October 29, 1929 (Black Tuesday) marked the greatest stock crash in American history and is considered the official beginning of the Great Depression, a financial disaster that would leave one quarter of the American workforce unemployed and spread joblessness to Europe as well. The Great Depression was also a contributing factor to causing World War II, as frustrated unemployed Italians and Germans put dictators in power in Italy and Germany.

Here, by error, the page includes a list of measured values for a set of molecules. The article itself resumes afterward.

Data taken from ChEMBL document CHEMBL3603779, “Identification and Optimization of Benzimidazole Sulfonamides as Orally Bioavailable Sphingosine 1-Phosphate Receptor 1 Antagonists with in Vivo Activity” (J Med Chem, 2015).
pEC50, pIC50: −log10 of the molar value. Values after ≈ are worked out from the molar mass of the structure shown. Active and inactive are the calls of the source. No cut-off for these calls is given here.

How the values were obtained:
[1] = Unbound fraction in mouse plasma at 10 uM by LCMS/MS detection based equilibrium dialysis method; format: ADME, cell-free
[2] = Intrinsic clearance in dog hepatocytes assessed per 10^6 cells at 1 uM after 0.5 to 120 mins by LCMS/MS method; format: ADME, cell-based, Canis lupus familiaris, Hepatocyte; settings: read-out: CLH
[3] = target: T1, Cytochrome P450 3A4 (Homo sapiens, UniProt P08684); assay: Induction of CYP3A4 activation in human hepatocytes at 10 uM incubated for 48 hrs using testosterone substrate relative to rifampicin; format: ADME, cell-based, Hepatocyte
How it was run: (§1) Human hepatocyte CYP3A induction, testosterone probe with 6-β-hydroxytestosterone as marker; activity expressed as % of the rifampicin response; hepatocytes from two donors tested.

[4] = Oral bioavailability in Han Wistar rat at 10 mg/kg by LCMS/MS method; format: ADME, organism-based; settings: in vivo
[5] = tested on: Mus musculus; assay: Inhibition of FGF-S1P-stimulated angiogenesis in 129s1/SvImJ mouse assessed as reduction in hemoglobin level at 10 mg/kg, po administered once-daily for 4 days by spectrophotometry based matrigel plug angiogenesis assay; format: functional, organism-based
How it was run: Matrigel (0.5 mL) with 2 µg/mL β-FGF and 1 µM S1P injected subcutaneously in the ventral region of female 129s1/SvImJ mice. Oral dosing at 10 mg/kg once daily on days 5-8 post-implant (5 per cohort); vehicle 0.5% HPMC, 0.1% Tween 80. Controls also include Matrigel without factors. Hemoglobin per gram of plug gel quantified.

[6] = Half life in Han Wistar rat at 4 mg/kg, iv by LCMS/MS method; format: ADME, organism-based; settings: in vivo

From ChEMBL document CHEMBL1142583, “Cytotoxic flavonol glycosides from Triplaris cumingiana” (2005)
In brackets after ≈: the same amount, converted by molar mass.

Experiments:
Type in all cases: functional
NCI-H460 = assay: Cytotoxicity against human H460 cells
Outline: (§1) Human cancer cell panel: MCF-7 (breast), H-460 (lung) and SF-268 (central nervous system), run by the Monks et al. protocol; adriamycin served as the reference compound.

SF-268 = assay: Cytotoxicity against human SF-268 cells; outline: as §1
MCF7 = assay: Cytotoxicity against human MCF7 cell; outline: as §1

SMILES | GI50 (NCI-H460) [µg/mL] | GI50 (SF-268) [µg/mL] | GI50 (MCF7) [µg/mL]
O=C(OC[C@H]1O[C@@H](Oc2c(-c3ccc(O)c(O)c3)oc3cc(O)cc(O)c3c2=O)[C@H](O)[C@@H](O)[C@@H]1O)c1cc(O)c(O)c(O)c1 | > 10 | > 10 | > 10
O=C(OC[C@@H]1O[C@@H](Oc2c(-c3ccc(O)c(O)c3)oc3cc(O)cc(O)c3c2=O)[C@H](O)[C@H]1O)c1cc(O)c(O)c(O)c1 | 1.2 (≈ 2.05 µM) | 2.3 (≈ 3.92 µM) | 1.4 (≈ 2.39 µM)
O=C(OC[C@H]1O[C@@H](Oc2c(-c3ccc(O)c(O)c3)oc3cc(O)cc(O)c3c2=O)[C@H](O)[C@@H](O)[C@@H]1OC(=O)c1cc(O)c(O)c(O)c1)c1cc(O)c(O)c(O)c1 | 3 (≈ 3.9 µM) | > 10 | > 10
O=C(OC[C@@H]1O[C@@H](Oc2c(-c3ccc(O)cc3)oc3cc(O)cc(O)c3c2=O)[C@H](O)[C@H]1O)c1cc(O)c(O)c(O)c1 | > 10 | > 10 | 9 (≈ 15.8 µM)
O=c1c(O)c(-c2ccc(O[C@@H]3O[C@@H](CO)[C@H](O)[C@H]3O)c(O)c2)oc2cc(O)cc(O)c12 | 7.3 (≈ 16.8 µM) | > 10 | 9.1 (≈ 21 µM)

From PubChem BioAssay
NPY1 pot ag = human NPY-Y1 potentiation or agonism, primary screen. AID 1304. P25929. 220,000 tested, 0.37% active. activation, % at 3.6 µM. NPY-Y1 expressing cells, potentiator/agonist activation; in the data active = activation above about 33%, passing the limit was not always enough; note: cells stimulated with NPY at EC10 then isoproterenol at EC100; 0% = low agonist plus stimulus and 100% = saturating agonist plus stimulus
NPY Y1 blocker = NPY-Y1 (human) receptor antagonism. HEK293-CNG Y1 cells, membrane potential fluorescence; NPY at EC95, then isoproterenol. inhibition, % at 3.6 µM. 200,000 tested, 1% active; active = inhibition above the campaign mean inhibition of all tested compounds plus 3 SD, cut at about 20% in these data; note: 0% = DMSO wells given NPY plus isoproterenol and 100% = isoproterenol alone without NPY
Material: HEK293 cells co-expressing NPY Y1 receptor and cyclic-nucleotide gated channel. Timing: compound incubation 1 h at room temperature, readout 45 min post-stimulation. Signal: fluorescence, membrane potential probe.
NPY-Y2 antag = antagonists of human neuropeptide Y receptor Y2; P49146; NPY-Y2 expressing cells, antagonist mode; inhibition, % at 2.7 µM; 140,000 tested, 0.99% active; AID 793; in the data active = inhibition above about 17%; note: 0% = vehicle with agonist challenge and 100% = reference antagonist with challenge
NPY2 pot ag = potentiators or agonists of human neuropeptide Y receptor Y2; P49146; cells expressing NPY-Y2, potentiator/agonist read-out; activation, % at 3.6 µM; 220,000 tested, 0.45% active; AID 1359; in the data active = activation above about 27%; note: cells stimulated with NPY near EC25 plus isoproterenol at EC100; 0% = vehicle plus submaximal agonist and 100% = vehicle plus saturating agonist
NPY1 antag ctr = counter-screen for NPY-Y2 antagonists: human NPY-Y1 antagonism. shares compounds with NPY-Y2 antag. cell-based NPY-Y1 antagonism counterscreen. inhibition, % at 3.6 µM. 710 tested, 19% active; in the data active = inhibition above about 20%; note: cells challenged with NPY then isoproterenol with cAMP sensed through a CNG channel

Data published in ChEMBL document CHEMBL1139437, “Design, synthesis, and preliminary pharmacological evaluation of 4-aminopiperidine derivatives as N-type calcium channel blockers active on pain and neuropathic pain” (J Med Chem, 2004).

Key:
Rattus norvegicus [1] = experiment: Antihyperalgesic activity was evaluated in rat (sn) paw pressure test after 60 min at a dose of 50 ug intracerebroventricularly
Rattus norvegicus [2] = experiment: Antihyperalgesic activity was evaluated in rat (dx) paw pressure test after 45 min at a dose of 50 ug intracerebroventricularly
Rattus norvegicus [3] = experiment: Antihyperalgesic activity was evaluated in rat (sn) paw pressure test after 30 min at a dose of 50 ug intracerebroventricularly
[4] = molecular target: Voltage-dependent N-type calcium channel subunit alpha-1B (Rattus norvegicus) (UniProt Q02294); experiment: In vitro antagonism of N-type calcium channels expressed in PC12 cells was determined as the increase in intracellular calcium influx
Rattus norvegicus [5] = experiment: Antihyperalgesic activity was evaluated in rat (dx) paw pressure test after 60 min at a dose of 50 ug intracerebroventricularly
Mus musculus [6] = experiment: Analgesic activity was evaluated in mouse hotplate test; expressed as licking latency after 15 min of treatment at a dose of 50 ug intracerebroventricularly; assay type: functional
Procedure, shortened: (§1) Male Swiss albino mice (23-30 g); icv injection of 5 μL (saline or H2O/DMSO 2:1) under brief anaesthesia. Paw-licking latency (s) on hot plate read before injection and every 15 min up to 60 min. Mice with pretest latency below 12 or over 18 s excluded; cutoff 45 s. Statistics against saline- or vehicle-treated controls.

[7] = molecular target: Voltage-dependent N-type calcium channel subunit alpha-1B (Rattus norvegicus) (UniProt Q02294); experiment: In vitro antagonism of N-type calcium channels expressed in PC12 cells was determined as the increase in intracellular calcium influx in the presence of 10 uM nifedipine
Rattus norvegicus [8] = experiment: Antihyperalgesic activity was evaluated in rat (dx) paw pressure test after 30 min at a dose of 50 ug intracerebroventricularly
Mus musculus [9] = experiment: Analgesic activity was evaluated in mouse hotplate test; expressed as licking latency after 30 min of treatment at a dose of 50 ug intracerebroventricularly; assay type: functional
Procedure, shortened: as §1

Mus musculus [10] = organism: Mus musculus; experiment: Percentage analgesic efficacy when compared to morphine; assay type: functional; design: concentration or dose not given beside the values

In the decade leading up to Black Tuesday, the stock market did quite well, and people would often borrow money to buy stock with the intention of paying it back when the stock price increased. This is called buying on margin. When stock prices plummeted in 1929 and it appeared as though they would stay down, banks called in their loans, forcing many people to file bankruptcy. Banks were not required to have reserves of liquid capital and many had loaned money to buy stocks, meaning they had to close. Without federal banking insurance under FDIC, many people who never owned stock lost their life savings when their banks closed.